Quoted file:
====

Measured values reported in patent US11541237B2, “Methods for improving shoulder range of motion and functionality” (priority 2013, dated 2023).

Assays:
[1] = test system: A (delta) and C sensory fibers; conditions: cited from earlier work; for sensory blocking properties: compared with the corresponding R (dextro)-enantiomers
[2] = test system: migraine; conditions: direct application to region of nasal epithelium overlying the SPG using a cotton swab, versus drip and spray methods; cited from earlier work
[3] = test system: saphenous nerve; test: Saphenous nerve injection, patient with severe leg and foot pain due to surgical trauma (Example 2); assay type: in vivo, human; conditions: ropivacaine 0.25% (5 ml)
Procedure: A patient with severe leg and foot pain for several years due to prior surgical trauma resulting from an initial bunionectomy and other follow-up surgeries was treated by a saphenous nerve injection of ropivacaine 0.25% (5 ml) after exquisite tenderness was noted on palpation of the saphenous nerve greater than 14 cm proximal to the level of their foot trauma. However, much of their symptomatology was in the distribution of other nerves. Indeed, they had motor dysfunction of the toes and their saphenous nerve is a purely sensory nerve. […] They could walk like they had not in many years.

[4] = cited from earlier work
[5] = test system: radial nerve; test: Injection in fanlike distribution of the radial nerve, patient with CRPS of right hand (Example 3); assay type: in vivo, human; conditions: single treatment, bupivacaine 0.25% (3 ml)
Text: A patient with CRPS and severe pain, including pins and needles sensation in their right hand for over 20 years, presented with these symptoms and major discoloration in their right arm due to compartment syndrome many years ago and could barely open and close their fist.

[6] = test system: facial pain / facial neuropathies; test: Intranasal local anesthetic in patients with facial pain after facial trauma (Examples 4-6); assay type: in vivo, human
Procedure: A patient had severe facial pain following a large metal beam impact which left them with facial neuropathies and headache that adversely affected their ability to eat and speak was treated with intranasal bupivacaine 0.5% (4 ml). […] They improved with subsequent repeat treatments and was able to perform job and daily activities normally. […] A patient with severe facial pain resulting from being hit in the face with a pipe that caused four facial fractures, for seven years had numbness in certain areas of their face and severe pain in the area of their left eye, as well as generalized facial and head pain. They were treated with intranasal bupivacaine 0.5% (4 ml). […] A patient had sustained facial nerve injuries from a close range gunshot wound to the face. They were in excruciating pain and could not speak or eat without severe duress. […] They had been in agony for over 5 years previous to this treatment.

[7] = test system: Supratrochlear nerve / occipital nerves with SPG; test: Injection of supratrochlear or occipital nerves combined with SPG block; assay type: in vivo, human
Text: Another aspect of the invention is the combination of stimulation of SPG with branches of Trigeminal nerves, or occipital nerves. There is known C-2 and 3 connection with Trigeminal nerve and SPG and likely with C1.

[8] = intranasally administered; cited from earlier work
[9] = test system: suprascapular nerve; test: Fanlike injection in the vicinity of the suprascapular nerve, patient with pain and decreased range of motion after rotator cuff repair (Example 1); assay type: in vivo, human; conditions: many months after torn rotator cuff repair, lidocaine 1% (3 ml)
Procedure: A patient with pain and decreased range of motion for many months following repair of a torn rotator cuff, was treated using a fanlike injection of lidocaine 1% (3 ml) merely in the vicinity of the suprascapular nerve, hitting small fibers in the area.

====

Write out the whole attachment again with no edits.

Measured values reported in patent US11541237B2, “Methods for improving shoulder range of motion and functionality” (priority 2013, dated 2023).

Assays:
[1] = test system: A (delta) and C sensory fibers; conditions: cited from earlier work; for sensory blocking properties: compared with the corresponding R (dextro)-enantiomers
[2] = test system: migraine; conditions: direct application to region of nasal epithelium overlying the SPG using a cotton swab, versus drip and spray methods; cited from earlier work
[3] = test system: saphenous nerve; test: Saphenous nerve injection, patient with severe leg and foot pain due to surgical trauma (Example 2); assay type: in vivo, human; conditions: ropivacaine 0.25% (5 ml)
Procedure: A patient with severe leg and foot pain for several years due to prior surgical trauma resulting from an initial bunionectomy and other follow-up surgeries was treated by a saphenous nerve injection of ropivacaine 0.25% (5 ml) after exquisite tenderness was noted on palpation of the saphenous nerve greater than 14 cm proximal to the level of their foot trauma. However, much of their symptomatology was in the distribution of other nerves. Indeed, they had motor dysfunction of the toes and their saphenous nerve is a purely sensory nerve. […] They could walk like they had not in many years.

[4] = cited from earlier work
[5] = test system: radial nerve; test: Injection in fanlike distribution of the radial nerve, patient with CRPS of right hand (Example 3); assay type: in vivo, human; conditions: single treatment, bupivacaine 0.25% (3 ml)
Text: A patient with CRPS and severe pain, including pins and needles sensation in their right hand for over 20 years, presented with these symptoms and major discoloration in their right arm due to compartment syndrome many years ago and could barely open and close their fist.

[6] = test system: facial pain / facial neuropathies; test: Intranasal local anesthetic in patients with facial pain after facial trauma (Examples 4-6); assay type: in vivo, human
Procedure: A patient had severe facial pain following a large metal beam impact which left them with facial neuropathies and headache that adversely affected their ability to eat and speak was treated with intranasal bupivacaine 0.5% (4 ml). […] They improved with subsequent repeat treatments and was able to perform job and daily activities normally. […] A patient with severe facial pain resulting from being hit in the face with a pipe that caused four facial fractures, for seven years had numbness in certain areas of their face and severe pain in the area of their left eye, as well as generalized facial and head pain. They were treated with intranasal bupivacaine 0.5% (4 ml). […] A patient had sustained facial nerve injuries from a close range gunshot wound to the face. They were in excruciating pain and could not speak or eat without severe duress. […] They had been in agony for over 5 years previous to this treatment.

[7] = test system: Supratrochlear nerve / occipital nerves with SPG; test: Injection of supratrochlear or occipital nerves combined with SPG block; assay type: in vivo, human
Text: Another aspect of the invention is the combination of stimulation of SPG with branches of Trigeminal nerves, or occipital nerves. There is known C-2 and 3 connection with Trigeminal nerve and SPG and likely with C1.

[8] = intranasally administered; cited from earlier work
[9] = test system: suprascapular nerve; test: Fanlike injection in the vicinity of the suprascapular nerve, patient with pain and decreased range of motion after rotator cuff repair (Example 1); assay type: in vivo, human; conditions: many months after torn rotator cuff repair, lidocaine 1% (3 ml)
Procedure: A patient with pain and decreased range of motion for many months following repair of a torn rotator cuff, was treated using a fanlike injection of lidocaine 1% (3 ml) merely in the vicinity of the suprascapular nerve, hitting small fibers in the area.